State legislators representing Whatcom County have consistently fought to use Model Toxics Control Act revenues as intended to clean-up hazardous waste sites and they deserve our thanks. The passage of House Bill 2182 will help stabilize the Model Toxics Control Act revenues and provide predictability to local governments. A diverse group of stakeholders, from ReSources for Sustainable Communities to the Working Waterfront Coalition of Whatcom County, recognize the widespread benefits of cleanup projects and strongly support our efforts. If House Bill 2182 passes, the port and city will work with our elected officials to make sure these dollars are directed towards cleanup projects and continue to work with Ecology to make sure they are spent wisely.

What we can do

We’re asking residents and businesses to call our legislators and ask them to support HB 2182. We must use Model Toxics Control Act revenues as voters intended and fund cleanups for the benefit of the environment, the economy, and the community. Without Model Toxics Control Act funds, our cleanups will stall, our waterways and land will remain contaminated and marine trades work will go elsewhere.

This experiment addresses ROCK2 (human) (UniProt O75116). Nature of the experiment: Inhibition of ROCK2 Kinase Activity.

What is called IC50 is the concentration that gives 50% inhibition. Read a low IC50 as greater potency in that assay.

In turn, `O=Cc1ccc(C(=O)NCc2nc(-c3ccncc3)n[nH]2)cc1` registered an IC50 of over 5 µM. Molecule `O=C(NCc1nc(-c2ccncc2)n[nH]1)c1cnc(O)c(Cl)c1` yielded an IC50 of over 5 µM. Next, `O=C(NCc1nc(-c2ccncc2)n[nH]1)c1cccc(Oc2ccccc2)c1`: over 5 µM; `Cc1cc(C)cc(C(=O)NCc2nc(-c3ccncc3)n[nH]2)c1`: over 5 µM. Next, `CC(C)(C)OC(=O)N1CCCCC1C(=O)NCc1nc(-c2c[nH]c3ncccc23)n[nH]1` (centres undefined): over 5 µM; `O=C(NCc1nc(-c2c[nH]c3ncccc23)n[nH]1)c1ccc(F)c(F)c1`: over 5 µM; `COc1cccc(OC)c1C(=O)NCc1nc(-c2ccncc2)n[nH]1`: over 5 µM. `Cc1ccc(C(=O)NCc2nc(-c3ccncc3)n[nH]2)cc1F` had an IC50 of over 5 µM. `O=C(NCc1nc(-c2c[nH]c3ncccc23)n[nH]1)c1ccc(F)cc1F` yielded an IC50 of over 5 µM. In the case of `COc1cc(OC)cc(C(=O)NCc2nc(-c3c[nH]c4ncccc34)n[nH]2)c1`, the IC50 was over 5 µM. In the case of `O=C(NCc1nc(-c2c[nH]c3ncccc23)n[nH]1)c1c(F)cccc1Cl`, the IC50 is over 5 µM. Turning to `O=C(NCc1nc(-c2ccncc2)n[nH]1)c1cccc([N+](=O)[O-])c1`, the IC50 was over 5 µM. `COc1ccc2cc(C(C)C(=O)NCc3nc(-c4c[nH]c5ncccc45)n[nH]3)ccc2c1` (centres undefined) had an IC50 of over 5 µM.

Kelli Linville is mayor of Bellingham and Dan Robbins is president of the Port of Bellingham Commission.

Legislator contacts

  • State Sen. Doug Ericksen, 42nd District, 360-786-7682, doug.ericksen@leg.wa.gov
  • State Sen. Kevin Ranker, 40th District, 360-786-7678, kevin.ranker@leg.wa.gov
  • Rep. Vincent Buys, 42nd District, 360-786-7854, vincent.buys@leg.wa.gov
  • Rep. Luanne Van Werven, 42nd District, 360-786-7980, luanne.vanwerven@leg.wa.gov
  • Rep. Kristine Lytton, 40th District, 360-786-7800, kristine.lytton@leg.wa.gov
  • Rep. Jeff Morris, 40th District, 360-786-7970, jeff.morris@leg.wa.gov